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Posts Tagged ‘how does Wall Street arbitration work’

How Does FINRA Lose 8 Hours of Testimony? Wall Street’s “Kangaroo Court”

Posted by Larry Doyle on March 13th, 2012 11:03 AM |

I will admit that having written extensively and aggressively about Wall Street’s self-regulator FINRA over the last three years, I did not think there was anything more I could see that would surprise me.

Today I am surprised, shocked, and saddened.

For those in our nation who have a semblance of decency and a desire to see due process reflected in legal hearings and financial arbitration, I believe you will be similarly dismayed.

The case to which I will refer strikes deep into the core of Wall Street arbitration.  (more…)

Wall Street Arbitration or ‘Puttin in the Fix’?

Posted by Larry Doyle on June 23rd, 2009 11:07 AM |

How would you like to bring a case in which the counterparty is not only defendant, but judge and jury as well? Probably not, right?

Welcome to the world of Wall Street arbitration.

Investors, when opening an account with a bank or broker, are compelled to sign an agreement stating that any dispute will be adjudicated via an arbitration process. On its surface, arbitration is not a bad process. It is utilized in many industries. That said, for arbitration to be uniformly fair the arbitrators must be disinterested parties. Does that happen on Wall Street? Come on, be serious!! The deck is stacked against investors in arbitration. Why?

Arbitrators obviously need to have a thorough knowledge of the financial industry in order to pass judgment. Beyond that, though, Wall Street arbitrators and arbitration have lots of issues and embedded conflicts.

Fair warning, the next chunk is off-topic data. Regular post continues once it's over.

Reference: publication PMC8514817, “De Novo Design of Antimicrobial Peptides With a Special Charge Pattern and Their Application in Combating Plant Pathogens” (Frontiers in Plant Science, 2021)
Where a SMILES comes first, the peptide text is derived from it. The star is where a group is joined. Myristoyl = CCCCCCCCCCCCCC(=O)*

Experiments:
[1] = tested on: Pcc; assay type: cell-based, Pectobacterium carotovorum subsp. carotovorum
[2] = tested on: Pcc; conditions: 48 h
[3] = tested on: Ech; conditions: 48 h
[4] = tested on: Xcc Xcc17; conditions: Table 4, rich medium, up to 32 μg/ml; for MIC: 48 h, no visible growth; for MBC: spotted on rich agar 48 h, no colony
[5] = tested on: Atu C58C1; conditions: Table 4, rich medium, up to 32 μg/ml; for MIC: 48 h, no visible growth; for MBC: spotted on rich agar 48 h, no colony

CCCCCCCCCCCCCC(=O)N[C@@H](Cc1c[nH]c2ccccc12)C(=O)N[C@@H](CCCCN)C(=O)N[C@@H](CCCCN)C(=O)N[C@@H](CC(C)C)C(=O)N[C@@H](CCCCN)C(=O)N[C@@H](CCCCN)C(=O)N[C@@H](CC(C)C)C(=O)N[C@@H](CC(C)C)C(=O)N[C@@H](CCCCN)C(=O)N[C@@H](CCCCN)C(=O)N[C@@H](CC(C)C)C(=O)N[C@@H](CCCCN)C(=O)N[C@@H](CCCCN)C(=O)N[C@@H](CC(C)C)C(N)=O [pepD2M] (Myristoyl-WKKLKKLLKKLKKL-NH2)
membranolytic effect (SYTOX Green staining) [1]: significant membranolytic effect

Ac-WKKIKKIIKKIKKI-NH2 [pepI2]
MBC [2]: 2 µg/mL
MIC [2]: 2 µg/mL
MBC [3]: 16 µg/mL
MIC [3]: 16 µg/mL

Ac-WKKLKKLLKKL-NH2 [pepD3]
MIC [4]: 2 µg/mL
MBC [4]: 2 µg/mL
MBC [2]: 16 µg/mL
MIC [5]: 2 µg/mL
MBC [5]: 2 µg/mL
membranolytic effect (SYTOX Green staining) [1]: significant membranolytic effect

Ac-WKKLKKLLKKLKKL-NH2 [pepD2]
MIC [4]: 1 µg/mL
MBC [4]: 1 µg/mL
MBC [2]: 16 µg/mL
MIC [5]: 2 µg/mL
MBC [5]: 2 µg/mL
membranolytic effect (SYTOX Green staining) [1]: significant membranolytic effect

Let’s take a harder look at the arbitration process. The Wall Street Journal provides a brief overview, Securities Arbitration Is Faulted:

Attorneys who represent investors have asked the Securities and Exchange Commission to drop a requirement that a securities-industry representative sit on arbitration panels.

Yes, that statement right there highlights the embedded conflict in the arbitration process. Let me simplify. Say, for example, an investor brings a complaint against his Morgan Stanley broker. On the arbitration board will sit a representative from Goldman Sachs. Simultaneously, right down the hall an investor brings a complaint against his Goldman Sachs broker. On the arbitration board sits a representative from Morgan Stanley.  Level playing field? Come on.

Investors who open a brokerage account generally sign away their rights to sue the broker or the firm for bad advice. They have to settle disputes through arbitration run by the Financial Industry Regulatory Authority, which is funded by the industry.

What do we learn here? The case obviously will not be arbitrated in your lawyer’s office and similarly not in the offices of the broker’s attorney. Who holds court? The Financial Industry Regulatory Authority, FINRA, which is funded by Wall Street. Conflict of interest? At least on the surface it would appear as such. For those unfamiliar with FINRA, this is the organization which has yet to issue their 2008 Annual Report and dumped $647 million in Auction Rate Securities either shortly before or as the ARS market was failing. Feeling confident yet? Me neither. (more…)

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